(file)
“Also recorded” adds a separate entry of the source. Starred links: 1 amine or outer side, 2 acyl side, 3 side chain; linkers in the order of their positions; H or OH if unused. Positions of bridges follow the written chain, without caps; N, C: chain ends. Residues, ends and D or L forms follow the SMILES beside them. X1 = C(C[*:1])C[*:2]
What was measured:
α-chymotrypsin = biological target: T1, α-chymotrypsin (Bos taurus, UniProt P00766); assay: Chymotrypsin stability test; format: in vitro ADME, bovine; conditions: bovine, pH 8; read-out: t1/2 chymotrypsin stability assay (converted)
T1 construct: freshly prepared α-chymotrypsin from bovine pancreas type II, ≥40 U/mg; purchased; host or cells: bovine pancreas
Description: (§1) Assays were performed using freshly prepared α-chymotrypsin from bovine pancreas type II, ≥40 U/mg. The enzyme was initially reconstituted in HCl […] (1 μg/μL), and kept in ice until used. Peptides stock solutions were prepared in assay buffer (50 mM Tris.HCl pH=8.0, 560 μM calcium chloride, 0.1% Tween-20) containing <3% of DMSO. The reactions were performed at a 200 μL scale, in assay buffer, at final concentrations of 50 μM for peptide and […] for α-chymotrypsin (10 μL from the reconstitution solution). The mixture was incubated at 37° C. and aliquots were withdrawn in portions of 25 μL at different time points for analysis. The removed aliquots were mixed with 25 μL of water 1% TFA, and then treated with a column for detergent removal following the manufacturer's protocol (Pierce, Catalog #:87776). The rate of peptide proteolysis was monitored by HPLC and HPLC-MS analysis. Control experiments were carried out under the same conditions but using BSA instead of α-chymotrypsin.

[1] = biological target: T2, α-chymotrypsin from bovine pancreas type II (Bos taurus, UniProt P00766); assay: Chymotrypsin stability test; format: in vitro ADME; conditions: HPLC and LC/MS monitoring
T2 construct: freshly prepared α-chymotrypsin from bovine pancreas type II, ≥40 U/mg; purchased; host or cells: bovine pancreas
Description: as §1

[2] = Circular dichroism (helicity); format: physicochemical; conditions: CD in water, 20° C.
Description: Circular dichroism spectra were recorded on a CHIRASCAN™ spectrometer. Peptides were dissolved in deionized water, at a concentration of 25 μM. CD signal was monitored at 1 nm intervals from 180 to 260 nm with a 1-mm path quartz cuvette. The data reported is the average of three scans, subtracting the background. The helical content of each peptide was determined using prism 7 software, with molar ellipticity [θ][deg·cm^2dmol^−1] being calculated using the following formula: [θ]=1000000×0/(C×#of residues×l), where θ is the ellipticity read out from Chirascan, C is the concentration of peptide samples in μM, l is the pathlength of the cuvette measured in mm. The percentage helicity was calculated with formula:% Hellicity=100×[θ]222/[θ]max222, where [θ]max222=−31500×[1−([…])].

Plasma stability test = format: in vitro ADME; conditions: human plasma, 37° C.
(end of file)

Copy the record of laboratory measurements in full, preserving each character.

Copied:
“Also recorded” adds a separate entry of the source. Starred links: 1 amine or outer side, 2 acyl side, 3 side chain; linkers in the order of their positions; H or OH if unused. Positions of bridges follow the written chain, without caps; N, C: chain ends. Residues, ends and D or L forms follow the SMILES beside them. X1 = C(C[*:1])C[*:2]
What was measured:
α-chymotrypsin = biological target: T1, α-chymotrypsin (Bos taurus, UniProt P00766); assay: Chymotrypsin stability test; format: in vitro ADME, bovine; conditions: bovine, pH 8; read-out: t1/2 chymotrypsin stability assay (converted)
T1 construct: freshly prepared α-chymotrypsin from bovine pancreas type II, ≥40 U/mg; purchased; host or cells: bovine pancreas
Description: (§1) Assays were performed using freshly prepared α-chymotrypsin from bovine pancreas type II, ≥40 U/mg. The enzyme was initially reconstituted in HCl […] (1 μg/μL), and kept in ice until used. Peptides stock solutions were prepared in assay buffer (50 mM Tris.HCl pH=8.0, 560 μM calcium chloride, 0.1% Tween-20) containing <3% of DMSO. The reactions were performed at a 200 μL scale, in assay buffer, at final concentrations of 50 μM for peptide and […] for α-chymotrypsin (10 μL from the reconstitution solution). The mixture was incubated at 37° C. and aliquots were withdrawn in portions of 25 μL at different time points for analysis. The removed aliquots were mixed with 25 μL of water 1% TFA, and then treated with a column for detergent removal following the manufacturer's protocol (Pierce, Catalog #:87776). The rate of peptide proteolysis was monitored by HPLC and HPLC-MS analysis. Control experiments were carried out under the same conditions but using BSA instead of α-chymotrypsin.

[1] = biological target: T2, α-chymotrypsin from bovine pancreas type II (Bos taurus, UniProt P00766); assay: Chymotrypsin stability test; format: in vitro ADME; conditions: HPLC and LC/MS monitoring
T2 construct: freshly prepared α-chymotrypsin from bovine pancreas type II, ≥40 U/mg; purchased; host or cells: bovine pancreas
Description: as §1

[2] = Circular dichroism (helicity); format: physicochemical; conditions: CD in water, 20° C.
Description: Circular dichroism spectra were recorded on a CHIRASCAN™ spectrometer. Peptides were dissolved in deionized water, at a concentration of 25 μM. CD signal was monitored at 1 nm intervals from 180 to 260 nm with a 1-mm path quartz cuvette. The data reported is the average of three scans, subtracting the background. The helical content of each peptide was determined using prism 7 software, with molar ellipticity [θ][deg·cm^2dmol^−1] being calculated using the following formula: [θ]=1000000×0/(C×#of residues×l), where θ is the ellipticity read out from Chirascan, C is the concentration of peptide samples in μM, l is the pathlength of the cuvette measured in mm. The percentage helicity was calculated with formula:% Hellicity=100×[θ]222/[θ]max222, where [θ]max222=−31500×[1−([…])].

Plasma stability test = format: in vitro ADME; conditions: human plasma, 37° C.